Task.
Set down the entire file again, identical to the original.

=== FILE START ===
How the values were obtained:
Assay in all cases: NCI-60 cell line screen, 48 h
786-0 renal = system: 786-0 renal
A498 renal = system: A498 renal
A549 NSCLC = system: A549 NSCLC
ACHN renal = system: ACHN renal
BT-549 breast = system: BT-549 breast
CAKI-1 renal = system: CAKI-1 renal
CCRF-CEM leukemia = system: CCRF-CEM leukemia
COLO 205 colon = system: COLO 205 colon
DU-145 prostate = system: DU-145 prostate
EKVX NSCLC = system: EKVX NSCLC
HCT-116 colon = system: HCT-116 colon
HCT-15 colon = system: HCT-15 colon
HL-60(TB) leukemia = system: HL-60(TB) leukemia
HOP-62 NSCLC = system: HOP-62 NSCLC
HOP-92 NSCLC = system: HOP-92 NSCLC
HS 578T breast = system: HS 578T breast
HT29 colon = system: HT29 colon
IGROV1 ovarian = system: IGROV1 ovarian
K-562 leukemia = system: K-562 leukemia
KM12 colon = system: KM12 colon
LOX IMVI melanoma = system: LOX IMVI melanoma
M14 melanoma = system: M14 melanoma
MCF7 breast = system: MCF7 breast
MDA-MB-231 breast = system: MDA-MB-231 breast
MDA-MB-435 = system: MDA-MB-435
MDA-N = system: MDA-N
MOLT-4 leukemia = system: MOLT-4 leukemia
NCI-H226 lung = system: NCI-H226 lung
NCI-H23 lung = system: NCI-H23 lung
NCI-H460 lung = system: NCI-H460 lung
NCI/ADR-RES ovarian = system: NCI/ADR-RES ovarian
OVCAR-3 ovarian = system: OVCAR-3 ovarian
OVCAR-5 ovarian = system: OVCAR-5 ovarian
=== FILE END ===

How the values were obtained:
Assay in all cases: NCI-60 cell line screen, 48 h
786-0 renal = system: 786-0 renal
A498 renal = system: A498 renal
A549 NSCLC = system: A549 NSCLC
ACHN renal = system: ACHN renal
BT-549 breast = system: BT-549 breast
CAKI-1 renal = system: CAKI-1 renal
CCRF-CEM leukemia = system: CCRF-CEM leukemia
COLO 205 colon = system: COLO 205 colon
DU-145 prostate = system: DU-145 prostate
EKVX NSCLC = system: EKVX NSCLC
HCT-116 colon = system: HCT-116 colon
HCT-15 colon = system: HCT-15 colon
HL-60(TB) leukemia = system: HL-60(TB) leukemia
HOP-62 NSCLC = system: HOP-62 NSCLC
HOP-92 NSCLC = system: HOP-92 NSCLC
HS 578T breast = system: HS 578T breast
HT29 colon = system: HT29 colon
IGROV1 ovarian = system: IGROV1 ovarian
K-562 leukemia = system: K-562 leukemia
KM12 colon = system: KM12 colon
LOX IMVI melanoma = system: LOX IMVI melanoma
M14 melanoma = system: M14 melanoma
MCF7 breast = system: MCF7 breast
MDA-MB-231 breast = system: MDA-MB-231 breast
MDA-MB-435 = system: MDA-MB-435
MDA-N = system: MDA-N
MOLT-4 leukemia = system: MOLT-4 leukemia
NCI-H226 lung = system: NCI-H226 lung
NCI-H23 lung = system: NCI-H23 lung
NCI-H460 lung = system: NCI-H460 lung
NCI/ADR-RES ovarian = system: NCI/ADR-RES ovarian
OVCAR-3 ovarian = system: OVCAR-3 ovarian
OVCAR-5 ovarian = system: OVCAR-5 ovarian